Monday, August 10, 2015

Possible project: mapping authors to Wikipedia entries using lists of published works

220px Boulenger George 1858 1937One of the less glamorous but necessary tasks of data cleaning is mapping "strings to things", that is, taking strings such as "George A. Boulenger" and mapping them to identifiers, such as ISNI: 0000 0001 0888 841X. In case of authors such as George Boulenger, one way to do this would be through Wikipedia, which has entries for many scientists, often linked to identifiers for those people (see the bottom of the Wikipedia page for George A. Boulenger and look at the "Authority Control" section).

How could we make these mappings? Simple string matching is one approach, but it seems to me that a more robust approach could use bibliographic data. For example, if I search for George A. Boulenger in BioStor, I get lots of publications. If at least some of these were listed on the Wikipedia page for this person, together with links back to BioStor (or some other external identifier, such as DOIs), then we could do the following:

  1. Search Wikipedia for names that matched the author name of interest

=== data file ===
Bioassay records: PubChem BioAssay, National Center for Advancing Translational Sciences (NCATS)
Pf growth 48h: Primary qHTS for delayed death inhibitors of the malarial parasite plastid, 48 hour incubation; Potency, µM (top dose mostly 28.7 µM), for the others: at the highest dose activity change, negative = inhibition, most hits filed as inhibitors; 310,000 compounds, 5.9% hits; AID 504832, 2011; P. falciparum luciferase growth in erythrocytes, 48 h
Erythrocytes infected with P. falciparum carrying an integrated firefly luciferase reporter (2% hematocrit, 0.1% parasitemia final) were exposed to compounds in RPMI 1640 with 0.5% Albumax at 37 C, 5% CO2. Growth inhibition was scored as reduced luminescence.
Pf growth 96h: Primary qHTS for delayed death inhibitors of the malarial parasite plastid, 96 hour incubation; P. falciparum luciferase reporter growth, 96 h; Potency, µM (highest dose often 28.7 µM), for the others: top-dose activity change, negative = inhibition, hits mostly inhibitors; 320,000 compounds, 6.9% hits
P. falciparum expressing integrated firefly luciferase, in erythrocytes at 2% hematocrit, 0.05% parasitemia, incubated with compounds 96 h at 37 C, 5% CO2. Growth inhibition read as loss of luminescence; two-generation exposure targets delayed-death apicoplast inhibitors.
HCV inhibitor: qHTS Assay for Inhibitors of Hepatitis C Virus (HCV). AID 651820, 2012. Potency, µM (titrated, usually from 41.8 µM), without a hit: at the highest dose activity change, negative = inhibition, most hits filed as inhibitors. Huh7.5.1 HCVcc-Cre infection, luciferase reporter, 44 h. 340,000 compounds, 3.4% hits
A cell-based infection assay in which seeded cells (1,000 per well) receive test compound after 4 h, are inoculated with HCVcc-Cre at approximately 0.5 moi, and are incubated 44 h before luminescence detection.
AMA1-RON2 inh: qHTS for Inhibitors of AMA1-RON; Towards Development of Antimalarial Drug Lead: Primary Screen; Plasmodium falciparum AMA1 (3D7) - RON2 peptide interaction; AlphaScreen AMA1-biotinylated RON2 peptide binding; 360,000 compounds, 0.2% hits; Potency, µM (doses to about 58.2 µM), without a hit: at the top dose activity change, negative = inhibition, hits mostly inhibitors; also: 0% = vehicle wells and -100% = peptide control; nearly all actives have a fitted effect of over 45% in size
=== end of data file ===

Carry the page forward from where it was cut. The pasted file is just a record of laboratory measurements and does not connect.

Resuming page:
2. If one or more matches are found, grab the text of the Wikipedia pages, extract any literature cited (e.g., in the {cite} tag), get the bibliographic identifiers, and see if they match any in our search results.
  3. If we get one or more hits, then it's likely that the Wikipedia page is about the author of the papers we are looking at, and so we link to it.
  4. Once we have a link to Wikipedia, extract any external identifier for that person, such as ISNI or ORCID.
For this to work, it requires that the Wikipedia page cites works by the author in a way that we can harvest, and uses identifiers that we can match to those in the relevant database (e.g., BioStor, Crossef, etc.). We might also have to look at Wikipedia pages in multiple languages, given that English-language Wikipedia may be lacking information on scholars from non-English speaking countries (this will be a significant issue for many early taxonomists).

Based on my limited browsing of Wikipedia, there seems to be little standardisation of entries for people, certainly little in how their published works are listed (the section heading, format, how many, etc.). The project I'm proposing would benefit from a consistent set of guidelines for how to include a scholar's output.

What makes this project potentially useful is that it could help flesh out Wikipedia pages by encouraging people to add lists of published works, it could aid bibliographic repositories like my own BioStor by increasing the number of links they get from Wikipedia, and if the Wikipedia page includes external identifiers then it helps us go from strings to things by giving us a way to locate globally unique identifiers for people.